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Health & Wholeness Ministry Newsletter: July 2006
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Posted on Fri, Jul 21, 2006
"Every small positive change we can make in ourselves, repays us with confidence in the future." --Alice Walker
According to the National Center for Minority Health and Health Disparities a division of the National Institutes of Health
, the concept of health disparities is defined as differences in the occurrence, death rate, and burden of health conditions that exist among specific population groups in the United States. Although the statistics are high regarding the state of African American health, there is still good news! Many of the conditions that impact the health of African Americans can be reduced today by making changes in our lifestyle.
What you can do now: According to Healthy People 2010 (a series of documents which provide a guide for improving the health of our nation's people) by following some of these recommendations, African Americans can significantly reduce the threat of some of these illnesses. Healthy People 2010, is focused on two overarching goals:
- Increasing Quality and Years of Healthy Life and
- Eliminating Health Disparities.
To measure the health of the United States over the next 10 years, a series of Leading Health Indicators have been developed reflect the major health concerns in the United States at the beginning of the 21st century. The Leading Health Indicators were selected on the basis of their ability to motivate action, the availability of data to measure progress, and their importance as public health issues. Some key health indicators include:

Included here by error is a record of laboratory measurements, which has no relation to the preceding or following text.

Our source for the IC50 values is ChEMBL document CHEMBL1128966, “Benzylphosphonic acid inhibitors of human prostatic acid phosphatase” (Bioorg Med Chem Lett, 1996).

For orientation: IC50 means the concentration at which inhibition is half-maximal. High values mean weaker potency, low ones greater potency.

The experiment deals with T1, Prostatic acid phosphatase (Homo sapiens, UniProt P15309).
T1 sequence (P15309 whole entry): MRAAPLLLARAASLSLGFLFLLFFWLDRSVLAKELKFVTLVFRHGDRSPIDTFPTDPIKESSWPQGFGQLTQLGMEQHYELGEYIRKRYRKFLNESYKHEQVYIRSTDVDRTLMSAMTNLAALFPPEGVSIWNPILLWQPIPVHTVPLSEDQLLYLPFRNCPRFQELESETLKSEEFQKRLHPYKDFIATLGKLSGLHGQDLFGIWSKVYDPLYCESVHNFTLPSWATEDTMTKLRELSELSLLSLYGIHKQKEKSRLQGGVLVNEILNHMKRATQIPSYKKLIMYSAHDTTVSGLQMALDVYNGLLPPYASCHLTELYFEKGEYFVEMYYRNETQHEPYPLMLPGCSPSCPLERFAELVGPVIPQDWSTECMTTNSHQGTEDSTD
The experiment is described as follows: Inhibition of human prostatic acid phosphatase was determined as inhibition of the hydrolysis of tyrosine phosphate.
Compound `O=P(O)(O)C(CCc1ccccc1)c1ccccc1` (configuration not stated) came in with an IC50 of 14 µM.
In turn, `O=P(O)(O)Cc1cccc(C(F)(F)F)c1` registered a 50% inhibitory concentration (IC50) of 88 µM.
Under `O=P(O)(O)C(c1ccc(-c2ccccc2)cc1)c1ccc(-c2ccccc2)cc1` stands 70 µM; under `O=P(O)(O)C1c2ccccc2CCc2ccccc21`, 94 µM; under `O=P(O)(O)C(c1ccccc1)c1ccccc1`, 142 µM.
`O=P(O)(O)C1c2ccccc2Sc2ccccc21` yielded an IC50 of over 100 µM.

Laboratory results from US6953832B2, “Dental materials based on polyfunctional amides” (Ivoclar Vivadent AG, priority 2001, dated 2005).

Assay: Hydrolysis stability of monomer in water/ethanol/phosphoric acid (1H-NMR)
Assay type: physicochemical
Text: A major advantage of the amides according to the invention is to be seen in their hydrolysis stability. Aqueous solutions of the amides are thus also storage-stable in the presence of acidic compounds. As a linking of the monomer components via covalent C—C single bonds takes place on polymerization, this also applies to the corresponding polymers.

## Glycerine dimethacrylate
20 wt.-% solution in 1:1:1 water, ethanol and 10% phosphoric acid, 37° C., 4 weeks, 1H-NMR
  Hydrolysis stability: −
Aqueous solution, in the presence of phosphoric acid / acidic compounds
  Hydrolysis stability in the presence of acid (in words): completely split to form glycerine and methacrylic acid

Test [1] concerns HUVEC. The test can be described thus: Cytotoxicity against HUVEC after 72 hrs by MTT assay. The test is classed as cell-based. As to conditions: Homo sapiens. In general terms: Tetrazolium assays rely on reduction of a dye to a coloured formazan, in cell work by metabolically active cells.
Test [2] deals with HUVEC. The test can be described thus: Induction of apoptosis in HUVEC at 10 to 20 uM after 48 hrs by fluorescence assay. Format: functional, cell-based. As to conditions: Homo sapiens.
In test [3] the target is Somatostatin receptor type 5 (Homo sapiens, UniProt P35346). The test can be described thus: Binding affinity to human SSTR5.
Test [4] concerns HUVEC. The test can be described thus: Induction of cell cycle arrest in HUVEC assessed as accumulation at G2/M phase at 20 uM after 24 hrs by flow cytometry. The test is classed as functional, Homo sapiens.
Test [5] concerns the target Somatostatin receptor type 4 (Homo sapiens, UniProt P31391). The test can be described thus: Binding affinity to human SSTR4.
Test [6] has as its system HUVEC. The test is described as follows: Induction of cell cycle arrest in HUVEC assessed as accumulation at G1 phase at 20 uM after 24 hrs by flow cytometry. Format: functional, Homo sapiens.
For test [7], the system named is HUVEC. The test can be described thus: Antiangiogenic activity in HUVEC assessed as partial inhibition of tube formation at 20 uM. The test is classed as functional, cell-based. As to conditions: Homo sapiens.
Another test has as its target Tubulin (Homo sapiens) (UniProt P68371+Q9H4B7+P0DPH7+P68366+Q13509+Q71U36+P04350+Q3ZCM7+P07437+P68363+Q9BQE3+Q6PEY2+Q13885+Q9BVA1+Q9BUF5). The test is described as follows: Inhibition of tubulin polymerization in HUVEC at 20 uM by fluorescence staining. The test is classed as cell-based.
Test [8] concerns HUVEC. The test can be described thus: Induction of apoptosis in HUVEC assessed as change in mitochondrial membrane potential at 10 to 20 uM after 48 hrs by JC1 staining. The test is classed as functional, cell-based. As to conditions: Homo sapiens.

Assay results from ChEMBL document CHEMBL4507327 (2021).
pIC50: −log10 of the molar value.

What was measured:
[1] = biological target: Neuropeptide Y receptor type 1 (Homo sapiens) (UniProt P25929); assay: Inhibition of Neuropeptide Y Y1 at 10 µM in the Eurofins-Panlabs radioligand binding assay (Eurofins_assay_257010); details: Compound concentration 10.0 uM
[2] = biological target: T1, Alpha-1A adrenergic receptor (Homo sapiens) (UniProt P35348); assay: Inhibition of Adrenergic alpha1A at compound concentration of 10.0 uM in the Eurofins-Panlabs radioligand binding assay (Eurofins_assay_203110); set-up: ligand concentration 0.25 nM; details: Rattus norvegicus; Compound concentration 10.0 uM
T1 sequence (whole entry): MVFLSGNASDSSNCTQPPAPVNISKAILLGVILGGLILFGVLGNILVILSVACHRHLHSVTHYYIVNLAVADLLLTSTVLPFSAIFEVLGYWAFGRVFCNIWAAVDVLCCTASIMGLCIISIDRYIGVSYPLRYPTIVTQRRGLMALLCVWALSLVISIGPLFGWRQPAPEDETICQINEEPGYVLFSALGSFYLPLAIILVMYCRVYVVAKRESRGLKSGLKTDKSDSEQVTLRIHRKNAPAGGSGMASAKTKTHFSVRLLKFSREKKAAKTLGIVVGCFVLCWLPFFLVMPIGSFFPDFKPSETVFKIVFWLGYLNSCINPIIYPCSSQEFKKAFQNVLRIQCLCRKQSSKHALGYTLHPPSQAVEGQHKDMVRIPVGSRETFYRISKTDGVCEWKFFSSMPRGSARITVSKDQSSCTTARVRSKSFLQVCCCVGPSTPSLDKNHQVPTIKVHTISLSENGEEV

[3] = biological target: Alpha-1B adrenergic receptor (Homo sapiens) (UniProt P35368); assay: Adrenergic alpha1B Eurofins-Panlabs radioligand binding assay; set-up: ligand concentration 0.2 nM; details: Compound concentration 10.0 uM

- Physical Activity
- Overweight and Obesity
- Tobacco Use
- Substance Abuse
- Responsible Sexual Behavior
- Injury and Violence
- Access to healthcare
These health indicators can be turned into action steps that will improve your health dramatically if you will consider: Increasing Physical Activity
, Reducing Overweight and Obesity
, Eliminating Tobacco
Use, Eliminating Substance Abuse
, Engaging in Responsible Sexual Behavior, Reducing Injury
, & Seeking Access to healthcare.
The state of African American health today: According to the National Center for Minority Health and Health Disparities, over the last twenty years, the overall health of our nation has improved significantly, however there are persistently higher rates of disease and death in African Americans as well as other minority populations. Some of the reasons why health disparities exist are lack of access to health care, poverty, discrimination and cultural barriers. Some examples of health disparities include:
1. Infant Mortality
: According to the Office of Minority Health, infant death rates among African Americans occur at a rate of 14.1% of deaths per live births. This is a rate of double that of White Americans. 2. Heart Disease and Stroke
: African Americans have a higher risk of death from heart disease and strokes than White Americans. According to a National Center for Minority Health and Health Disparities
report, African Americans have a 20% higher chance of dying from heart disease. In addition, African Americans have the highest rate of high blood pressure than any of the other groups. 3. Cancer
: African Americans have a higher overall incidence of suffering and potentially dying from cancer. According to the Office of Minority Health, Black women have higher rates of breast and cervical cancer even though breast cancer deaths have been reduced in other populations. 4. Diabetes
: According to the National Diabetes Education Program, over 2.2 million African Americans have diabetes, the prevalence of Type 1 Diabetes in African Americans accounts for 5-10 percent of all the newly diagnosed cases; however, the prevalence of Type 2 Diabetes in African Americans accounts for 90-95 percent of all the cases.
For more information on health disparities amongst African Americans and other minorities as well as information on what you can do today, please consult the following sources cited in this document: Healthy People 2010, National Center for Minority Health and Health Disparities, Office of Minority Health, Centers for Disease Control, & National Diabetes Education Program.
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